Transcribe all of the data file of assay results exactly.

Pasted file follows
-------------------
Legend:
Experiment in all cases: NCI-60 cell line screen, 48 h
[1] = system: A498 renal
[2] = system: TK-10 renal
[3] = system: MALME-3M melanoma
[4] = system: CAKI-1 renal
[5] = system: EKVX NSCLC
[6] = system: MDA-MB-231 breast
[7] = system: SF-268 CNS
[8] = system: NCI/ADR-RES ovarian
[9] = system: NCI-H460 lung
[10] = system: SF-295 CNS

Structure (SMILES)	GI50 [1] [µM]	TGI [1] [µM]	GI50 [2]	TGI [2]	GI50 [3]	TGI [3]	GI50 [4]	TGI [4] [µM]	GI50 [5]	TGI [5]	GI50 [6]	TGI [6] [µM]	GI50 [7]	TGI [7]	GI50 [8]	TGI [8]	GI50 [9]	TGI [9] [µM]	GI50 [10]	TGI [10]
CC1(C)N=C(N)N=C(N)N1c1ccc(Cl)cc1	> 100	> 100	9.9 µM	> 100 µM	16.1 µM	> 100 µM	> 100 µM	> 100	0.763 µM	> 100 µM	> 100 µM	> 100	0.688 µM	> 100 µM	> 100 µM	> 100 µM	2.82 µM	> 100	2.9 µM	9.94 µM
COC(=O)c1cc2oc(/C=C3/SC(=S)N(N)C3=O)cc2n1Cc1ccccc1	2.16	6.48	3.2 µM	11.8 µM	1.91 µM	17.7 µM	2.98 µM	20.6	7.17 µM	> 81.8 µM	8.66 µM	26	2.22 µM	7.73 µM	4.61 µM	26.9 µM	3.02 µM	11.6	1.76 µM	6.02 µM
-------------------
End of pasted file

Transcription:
Legend:
Experiment in all cases: NCI-60 cell line screen, 48 h
[1] = system: A498 renal
[2] = system: TK-10 renal
[3] = system: MALME-3M melanoma
[4] = system: CAKI-1 renal
[5] = system: EKVX NSCLC
[6] = system: MDA-MB-231 breast
[7] = system: SF-268 CNS
[8] = system: NCI/ADR-RES ovarian
[9] = system: NCI-H460 lung
[10] = system: SF-295 CNS

Structure (SMILES)	GI50 [1] [µM]	TGI [1] [µM]	GI50 [2]	TGI [2]	GI50 [3]	TGI [3]	GI50 [4]	TGI [4] [µM]	GI50 [5]	TGI [5]	GI50 [6]	TGI [6] [µM]	GI50 [7]	TGI [7]	GI50 [8]	TGI [8]	GI50 [9]	TGI [9] [µM]	GI50 [10]	TGI [10]
CC1(C)N=C(N)N=C(N)N1c1ccc(Cl)cc1	> 100	> 100	9.9 µM	> 100 µM	16.1 µM	> 100 µM	> 100 µM	> 100	0.763 µM	> 100 µM	> 100 µM	> 100	0.688 µM	> 100 µM	> 100 µM	> 100 µM	2.82 µM	> 100	2.9 µM	9.94 µM
COC(=O)c1cc2oc(/C=C3/SC(=S)N(N)C3=O)cc2n1Cc1ccccc1	2.16	6.48	3.2 µM	11.8 µM	1.91 µM	17.7 µM	2.98 µM	20.6	7.17 µM	> 81.8 µM	8.66 µM	26	2.22 µM	7.73 µM	4.61 µM	26.9 µM	3.02 µM	11.6	1.76 µM	6.02 µM